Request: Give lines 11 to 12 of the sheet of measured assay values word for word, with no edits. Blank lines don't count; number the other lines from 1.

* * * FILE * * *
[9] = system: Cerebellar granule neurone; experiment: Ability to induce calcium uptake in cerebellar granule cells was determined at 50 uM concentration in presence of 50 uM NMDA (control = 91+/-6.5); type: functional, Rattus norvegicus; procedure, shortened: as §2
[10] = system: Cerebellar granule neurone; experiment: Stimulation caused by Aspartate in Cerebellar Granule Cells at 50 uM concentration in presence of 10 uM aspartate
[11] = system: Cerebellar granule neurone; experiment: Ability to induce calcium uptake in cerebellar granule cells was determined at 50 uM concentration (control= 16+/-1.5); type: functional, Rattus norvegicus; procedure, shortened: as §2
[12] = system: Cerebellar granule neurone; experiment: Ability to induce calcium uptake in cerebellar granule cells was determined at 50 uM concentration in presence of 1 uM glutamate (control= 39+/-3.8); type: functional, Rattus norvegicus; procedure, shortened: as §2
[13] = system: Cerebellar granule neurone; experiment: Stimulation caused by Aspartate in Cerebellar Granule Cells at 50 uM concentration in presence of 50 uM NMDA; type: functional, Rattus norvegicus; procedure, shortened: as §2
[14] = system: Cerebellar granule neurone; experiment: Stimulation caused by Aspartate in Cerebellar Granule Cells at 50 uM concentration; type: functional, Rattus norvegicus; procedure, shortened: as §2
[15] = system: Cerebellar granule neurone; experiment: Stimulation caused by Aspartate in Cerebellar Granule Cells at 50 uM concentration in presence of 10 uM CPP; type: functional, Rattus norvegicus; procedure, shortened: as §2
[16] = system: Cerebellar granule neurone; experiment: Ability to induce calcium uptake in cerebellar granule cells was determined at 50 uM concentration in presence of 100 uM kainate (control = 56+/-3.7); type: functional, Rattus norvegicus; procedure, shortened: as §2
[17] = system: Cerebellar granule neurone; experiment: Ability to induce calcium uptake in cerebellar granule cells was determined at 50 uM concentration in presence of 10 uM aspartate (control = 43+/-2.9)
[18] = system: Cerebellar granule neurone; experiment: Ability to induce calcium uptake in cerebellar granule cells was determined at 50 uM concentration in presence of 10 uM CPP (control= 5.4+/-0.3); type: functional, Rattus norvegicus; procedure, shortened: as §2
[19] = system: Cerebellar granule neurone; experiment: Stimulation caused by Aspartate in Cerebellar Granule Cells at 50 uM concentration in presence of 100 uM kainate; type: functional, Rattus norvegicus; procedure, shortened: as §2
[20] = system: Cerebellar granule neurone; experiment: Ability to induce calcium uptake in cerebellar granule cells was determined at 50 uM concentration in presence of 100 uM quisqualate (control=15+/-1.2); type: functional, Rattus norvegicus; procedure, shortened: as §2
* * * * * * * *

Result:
[19] = system: Cerebellar granule neurone; experiment: Stimulation caused by Aspartate in Cerebellar Granule Cells at 50 uM concentration in presence of 100 uM kainate; type: functional, Rattus norvegicus; procedure, shortened: as §2
[20] = system: Cerebellar granule neurone; experiment: Ability to induce calcium uptake in cerebellar granule cells was determined at 50 uM concentration in presence of 100 uM quisqualate (control=15+/-1.2); type: functional, Rattus norvegicus; procedure, shortened: as §2